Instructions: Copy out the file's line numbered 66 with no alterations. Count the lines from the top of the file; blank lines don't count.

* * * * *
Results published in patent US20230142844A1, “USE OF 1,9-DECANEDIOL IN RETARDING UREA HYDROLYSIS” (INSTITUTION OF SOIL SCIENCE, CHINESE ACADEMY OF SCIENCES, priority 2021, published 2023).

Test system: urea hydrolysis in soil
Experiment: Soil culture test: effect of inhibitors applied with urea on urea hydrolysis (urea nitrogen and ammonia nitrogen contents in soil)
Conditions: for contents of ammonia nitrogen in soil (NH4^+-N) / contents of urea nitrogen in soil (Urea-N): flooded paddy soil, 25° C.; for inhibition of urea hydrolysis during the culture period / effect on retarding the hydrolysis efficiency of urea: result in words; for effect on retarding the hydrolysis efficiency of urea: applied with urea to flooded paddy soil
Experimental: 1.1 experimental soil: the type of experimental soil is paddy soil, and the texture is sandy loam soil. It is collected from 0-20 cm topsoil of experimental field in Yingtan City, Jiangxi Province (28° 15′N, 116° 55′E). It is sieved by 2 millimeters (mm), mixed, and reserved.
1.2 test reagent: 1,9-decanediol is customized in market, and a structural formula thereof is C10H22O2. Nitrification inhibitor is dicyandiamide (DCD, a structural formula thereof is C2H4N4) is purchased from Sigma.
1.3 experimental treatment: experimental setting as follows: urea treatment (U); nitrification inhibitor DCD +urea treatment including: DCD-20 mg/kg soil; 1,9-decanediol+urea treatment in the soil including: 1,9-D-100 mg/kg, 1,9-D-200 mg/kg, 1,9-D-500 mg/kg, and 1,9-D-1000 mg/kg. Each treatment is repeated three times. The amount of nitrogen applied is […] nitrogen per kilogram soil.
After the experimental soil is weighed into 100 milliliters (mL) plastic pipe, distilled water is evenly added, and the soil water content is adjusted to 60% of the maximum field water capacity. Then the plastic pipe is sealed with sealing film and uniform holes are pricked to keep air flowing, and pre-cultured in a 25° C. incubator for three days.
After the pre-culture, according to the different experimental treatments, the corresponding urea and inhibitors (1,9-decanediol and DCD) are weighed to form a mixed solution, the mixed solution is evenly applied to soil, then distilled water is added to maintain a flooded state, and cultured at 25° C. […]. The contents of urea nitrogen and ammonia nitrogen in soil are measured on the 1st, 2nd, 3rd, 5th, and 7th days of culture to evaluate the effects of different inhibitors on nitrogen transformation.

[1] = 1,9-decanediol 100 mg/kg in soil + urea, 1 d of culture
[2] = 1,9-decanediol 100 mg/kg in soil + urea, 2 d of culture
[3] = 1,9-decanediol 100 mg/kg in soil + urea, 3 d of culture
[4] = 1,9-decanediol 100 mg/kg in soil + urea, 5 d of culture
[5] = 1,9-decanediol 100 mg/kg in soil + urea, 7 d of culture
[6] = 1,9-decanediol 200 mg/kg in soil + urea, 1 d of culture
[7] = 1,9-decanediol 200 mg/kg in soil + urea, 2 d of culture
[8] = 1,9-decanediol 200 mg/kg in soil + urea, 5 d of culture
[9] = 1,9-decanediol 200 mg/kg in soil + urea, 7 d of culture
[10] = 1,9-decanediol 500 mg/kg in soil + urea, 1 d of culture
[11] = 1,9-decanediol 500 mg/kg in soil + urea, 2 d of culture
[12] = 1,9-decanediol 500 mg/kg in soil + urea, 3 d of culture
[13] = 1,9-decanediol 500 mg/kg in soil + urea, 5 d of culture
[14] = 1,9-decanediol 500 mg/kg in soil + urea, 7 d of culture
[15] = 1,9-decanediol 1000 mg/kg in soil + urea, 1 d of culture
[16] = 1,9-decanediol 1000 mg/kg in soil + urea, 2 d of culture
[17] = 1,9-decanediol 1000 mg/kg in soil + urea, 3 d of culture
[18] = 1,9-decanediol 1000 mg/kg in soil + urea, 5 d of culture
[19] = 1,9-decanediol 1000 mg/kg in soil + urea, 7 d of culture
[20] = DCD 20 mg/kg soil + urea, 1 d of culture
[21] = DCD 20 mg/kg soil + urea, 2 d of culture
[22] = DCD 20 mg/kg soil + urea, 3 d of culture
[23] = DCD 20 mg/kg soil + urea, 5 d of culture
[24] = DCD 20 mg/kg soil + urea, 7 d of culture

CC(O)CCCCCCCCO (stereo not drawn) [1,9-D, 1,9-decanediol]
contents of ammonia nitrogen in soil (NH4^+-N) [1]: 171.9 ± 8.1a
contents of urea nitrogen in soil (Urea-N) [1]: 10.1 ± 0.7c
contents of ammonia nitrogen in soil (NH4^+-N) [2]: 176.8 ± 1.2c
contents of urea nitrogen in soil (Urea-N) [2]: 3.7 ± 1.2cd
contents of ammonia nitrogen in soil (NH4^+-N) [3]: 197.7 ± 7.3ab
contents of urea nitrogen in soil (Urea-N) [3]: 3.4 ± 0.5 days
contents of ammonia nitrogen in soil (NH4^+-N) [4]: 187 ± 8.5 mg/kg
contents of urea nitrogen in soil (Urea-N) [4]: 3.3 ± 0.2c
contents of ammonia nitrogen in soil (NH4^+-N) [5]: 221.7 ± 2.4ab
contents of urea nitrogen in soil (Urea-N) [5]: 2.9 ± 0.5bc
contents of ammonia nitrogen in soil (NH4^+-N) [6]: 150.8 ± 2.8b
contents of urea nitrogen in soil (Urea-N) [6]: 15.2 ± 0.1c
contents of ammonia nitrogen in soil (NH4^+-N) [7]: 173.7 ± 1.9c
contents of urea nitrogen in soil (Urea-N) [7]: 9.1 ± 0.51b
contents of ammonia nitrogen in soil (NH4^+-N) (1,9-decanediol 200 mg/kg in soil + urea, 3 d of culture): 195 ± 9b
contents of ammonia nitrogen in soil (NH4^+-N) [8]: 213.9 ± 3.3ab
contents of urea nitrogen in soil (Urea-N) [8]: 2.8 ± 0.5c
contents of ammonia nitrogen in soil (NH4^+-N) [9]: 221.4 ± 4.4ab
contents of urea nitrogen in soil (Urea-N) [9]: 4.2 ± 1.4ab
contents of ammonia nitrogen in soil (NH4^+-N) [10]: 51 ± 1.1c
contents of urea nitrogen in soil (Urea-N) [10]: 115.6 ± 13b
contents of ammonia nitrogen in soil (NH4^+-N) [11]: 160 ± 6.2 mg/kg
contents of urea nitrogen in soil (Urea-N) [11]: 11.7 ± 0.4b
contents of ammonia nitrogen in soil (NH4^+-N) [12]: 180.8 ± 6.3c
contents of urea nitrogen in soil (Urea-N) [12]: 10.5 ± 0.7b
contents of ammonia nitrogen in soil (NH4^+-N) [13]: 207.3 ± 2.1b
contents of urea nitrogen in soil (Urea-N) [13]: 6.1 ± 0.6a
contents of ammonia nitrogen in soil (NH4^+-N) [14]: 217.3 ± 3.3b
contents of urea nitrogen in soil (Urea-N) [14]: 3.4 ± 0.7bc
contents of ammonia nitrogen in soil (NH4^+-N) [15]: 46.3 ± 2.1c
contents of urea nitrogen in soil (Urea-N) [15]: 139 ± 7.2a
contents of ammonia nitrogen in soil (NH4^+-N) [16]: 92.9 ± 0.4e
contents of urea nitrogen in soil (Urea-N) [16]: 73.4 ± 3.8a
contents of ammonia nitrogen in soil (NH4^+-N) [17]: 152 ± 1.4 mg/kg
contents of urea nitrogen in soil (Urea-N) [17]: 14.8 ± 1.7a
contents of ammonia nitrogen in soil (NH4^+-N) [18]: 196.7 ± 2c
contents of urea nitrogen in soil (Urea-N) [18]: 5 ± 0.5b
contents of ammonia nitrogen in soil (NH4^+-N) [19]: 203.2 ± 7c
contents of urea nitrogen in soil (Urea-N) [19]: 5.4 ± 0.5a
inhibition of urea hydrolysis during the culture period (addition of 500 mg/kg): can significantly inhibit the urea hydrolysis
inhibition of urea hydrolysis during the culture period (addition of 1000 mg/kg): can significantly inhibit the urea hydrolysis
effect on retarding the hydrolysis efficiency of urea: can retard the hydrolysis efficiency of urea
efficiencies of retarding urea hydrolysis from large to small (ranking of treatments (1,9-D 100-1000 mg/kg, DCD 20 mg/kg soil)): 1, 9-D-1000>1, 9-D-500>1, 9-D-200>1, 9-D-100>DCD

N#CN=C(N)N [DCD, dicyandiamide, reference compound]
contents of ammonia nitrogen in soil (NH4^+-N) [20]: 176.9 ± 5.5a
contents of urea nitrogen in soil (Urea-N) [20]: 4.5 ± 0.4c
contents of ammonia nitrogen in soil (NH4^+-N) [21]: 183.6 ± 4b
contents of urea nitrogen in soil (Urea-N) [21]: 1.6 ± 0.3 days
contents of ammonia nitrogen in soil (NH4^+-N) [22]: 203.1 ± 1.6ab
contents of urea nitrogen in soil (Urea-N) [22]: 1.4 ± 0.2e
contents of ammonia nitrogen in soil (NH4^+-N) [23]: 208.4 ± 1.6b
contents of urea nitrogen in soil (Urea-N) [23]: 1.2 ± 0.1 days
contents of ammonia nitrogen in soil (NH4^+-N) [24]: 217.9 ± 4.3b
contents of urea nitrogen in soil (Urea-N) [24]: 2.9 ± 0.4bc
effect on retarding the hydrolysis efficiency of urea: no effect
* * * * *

contents of ammonia nitrogen in soil (NH4^+-N) [16]: 92.9 ± 0.4e